Trucks enter Afghanistan as Pakistan ends blockade | News | DW | 05.07.2012
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Trucks enter Afghanistan as Pakistan ends blockade

Pakistani border officials says NATO trucks began crossing into Afghanistan on Thursday under a major US-Pakistani supply route deal. This follows a US apology for last November's fatal air raid on Pakistan troops.

Three trucks carrying mineral water crossed into landlocked Afghanistan from Chaman in Pakistan's Baluchistan province as part of a deal reached on Tuesday between Washington and Islamabad.

It reactivates a key logistics and exit route, via Pakistan's port city of Karachi, as NATO nations prepare to withdraw their troops and equipment from Afghanistan by 2014.

Since November, when the US air raid killed 24 Pakistani border troops, NATO had had to rely on its northern route into Central Asia, Russia and the Caucasus, said by the Pentagon to cost nearly three times as much. In northern Afghanistan, German NATO troops are stationed along that route.

Mineral water bound for Kabul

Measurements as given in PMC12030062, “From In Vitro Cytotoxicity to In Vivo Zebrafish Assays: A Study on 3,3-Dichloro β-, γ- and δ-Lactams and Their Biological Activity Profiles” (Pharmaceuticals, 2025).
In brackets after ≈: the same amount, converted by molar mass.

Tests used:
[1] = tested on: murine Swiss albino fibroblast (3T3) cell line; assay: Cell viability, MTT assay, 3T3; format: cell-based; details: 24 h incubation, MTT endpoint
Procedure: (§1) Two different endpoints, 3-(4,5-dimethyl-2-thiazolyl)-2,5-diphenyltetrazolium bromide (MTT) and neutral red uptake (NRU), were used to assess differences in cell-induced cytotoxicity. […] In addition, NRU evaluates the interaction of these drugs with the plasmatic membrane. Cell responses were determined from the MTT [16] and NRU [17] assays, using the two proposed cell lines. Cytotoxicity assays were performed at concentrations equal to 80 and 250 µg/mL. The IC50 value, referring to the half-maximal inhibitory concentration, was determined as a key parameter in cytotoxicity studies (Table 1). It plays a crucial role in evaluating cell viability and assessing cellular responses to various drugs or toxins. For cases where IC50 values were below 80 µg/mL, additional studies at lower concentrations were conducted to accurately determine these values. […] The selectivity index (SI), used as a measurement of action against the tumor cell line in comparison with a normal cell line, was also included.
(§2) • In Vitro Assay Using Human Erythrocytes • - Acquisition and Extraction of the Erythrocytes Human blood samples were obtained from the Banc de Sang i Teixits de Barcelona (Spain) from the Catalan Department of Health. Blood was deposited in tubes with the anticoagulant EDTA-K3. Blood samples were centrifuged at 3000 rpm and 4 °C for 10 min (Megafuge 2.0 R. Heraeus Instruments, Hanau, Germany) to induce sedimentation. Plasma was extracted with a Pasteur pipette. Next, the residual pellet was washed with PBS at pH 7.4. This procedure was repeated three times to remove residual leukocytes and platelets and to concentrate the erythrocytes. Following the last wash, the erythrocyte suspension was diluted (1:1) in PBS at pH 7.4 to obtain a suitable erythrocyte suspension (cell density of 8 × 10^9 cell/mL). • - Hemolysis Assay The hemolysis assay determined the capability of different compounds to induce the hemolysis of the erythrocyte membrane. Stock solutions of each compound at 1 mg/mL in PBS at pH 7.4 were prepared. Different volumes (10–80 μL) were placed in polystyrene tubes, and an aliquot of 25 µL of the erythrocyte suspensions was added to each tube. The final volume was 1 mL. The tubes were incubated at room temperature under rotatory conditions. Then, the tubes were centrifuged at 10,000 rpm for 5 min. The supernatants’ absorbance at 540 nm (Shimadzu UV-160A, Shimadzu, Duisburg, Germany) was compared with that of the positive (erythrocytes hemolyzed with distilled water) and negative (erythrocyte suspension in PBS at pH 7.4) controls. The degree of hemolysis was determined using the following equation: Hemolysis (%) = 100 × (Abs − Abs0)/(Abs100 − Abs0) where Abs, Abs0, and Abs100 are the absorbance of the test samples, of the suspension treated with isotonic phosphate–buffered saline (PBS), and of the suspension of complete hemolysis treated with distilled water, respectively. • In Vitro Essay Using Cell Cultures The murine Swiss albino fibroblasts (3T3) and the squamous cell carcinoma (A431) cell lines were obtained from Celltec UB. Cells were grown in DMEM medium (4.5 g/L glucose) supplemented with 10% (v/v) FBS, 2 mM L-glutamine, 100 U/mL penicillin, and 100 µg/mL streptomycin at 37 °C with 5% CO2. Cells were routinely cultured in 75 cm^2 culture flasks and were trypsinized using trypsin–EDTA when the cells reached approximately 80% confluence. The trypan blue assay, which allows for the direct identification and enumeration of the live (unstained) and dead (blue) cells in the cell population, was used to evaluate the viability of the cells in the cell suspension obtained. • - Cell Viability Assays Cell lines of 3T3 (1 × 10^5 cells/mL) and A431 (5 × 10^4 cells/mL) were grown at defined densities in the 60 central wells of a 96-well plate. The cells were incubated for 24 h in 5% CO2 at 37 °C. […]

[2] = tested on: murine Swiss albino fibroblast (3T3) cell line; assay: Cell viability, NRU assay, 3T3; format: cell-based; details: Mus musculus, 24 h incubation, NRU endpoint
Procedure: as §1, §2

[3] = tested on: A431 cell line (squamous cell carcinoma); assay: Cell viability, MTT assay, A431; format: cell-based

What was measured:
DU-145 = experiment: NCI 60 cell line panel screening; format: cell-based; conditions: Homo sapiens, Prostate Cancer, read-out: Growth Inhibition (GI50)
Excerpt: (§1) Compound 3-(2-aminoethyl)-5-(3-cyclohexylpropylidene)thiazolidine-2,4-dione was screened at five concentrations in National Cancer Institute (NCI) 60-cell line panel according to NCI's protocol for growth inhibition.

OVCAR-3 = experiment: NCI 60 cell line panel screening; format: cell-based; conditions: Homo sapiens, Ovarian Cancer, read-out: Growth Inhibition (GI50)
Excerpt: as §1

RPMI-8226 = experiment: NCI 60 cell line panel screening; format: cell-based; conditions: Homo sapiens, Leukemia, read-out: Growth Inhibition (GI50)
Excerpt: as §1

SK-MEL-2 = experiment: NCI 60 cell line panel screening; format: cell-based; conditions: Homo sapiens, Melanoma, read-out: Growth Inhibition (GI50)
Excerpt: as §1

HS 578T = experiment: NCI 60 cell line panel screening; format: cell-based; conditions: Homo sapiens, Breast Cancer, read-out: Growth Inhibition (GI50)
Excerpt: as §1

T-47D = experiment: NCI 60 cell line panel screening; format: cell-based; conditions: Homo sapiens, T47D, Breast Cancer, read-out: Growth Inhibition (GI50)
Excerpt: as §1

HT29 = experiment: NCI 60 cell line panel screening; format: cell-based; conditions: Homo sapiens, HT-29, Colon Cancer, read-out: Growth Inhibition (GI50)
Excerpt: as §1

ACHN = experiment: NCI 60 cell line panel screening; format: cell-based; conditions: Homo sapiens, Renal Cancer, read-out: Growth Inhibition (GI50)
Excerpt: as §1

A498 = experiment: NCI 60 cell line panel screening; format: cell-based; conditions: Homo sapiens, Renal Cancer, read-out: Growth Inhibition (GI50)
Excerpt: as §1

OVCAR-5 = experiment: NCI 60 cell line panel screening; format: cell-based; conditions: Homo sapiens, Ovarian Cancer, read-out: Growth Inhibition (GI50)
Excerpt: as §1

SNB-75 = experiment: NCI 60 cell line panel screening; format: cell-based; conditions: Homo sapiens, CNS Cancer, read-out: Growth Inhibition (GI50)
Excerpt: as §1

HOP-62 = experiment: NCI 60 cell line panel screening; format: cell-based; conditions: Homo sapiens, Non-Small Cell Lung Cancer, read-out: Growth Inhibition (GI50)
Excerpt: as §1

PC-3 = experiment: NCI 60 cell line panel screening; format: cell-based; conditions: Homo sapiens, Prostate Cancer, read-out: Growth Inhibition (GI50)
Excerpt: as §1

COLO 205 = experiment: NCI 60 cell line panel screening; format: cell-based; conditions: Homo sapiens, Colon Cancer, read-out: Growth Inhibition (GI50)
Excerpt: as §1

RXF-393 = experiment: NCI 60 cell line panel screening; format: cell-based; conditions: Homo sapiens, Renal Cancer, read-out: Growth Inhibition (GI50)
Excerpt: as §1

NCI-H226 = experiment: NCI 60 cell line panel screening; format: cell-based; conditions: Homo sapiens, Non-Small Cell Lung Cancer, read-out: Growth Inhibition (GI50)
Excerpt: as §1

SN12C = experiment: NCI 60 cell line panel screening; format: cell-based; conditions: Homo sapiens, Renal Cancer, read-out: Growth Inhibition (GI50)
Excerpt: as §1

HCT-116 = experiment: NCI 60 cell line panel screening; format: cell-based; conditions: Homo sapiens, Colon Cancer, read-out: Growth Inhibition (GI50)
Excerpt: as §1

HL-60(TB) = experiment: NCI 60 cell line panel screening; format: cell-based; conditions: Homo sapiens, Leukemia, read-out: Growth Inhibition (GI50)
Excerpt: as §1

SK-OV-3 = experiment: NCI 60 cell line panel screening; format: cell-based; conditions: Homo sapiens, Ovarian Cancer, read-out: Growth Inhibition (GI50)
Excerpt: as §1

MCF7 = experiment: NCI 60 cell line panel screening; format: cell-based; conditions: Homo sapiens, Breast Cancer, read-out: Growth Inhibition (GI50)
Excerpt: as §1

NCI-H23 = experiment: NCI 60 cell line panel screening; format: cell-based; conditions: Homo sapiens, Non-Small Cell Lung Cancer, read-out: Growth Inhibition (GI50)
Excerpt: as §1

Border officials at Chaman said the departure of the trucks on Thursday had been delayed since Tuesday because of paperwork.

One of the drivers, Javed Iqbal, said the load would first go to Peshawar inside Afghanistan before being transferred to trailers bound for Kabul.

A Pakistani paramilitary soldier stands next to a burning truck, loaded NATO supplies in August 2009.

Flashback to 2009 - a NATO supply truck ablaze at Chanam

Still unclear is the status Pakistan's Torkham crossing, further north in the Khyber Pass region. The Taliban and other militants have threatened to renew attacks which left hundreds of trucks ablaze or wrecked before the blockade.

Backlog at Karachi's port

Waiting at Karachi's port are thousands of trucks, tankers and containers. Port Qasim chairman, Mohammed Shafi, said customs clearance would take time.

"Once we do that, we will be able to let the supplies leave for Afghanistan," he said.

On Tuesday, US Secretary of State Hillary Clinton told Pakistani Foreign Minister Hina Rabbani Khar that the United States was sorry for the deaths of the 24 Pakistanis in November.

Supporters of the Defense of Pakistan Council burn an American flag during an anti-US rally in Quetta

Protestors display fiery opposition the route's re-opening

For months the administration of US President Barrack Obama had rejected Pakistani demands for an apology for what NATO had called a regrettable incident.

As part of Tuesday's deal, Washington is to release about $1.1 billion (814 million euro) to the Pakistani military to reimburse Pakistan for counter-insurgency operations.

Islamabadhas long been an official US military ally, but has faced anti-US sentiment among its own population over drone air raids and the targeting of prominent militants. Insurgents use Pakistan's northwest as a haven for incursions into Afghanistan.

ipj/mz (AFP; Reuters, AP, dpa)

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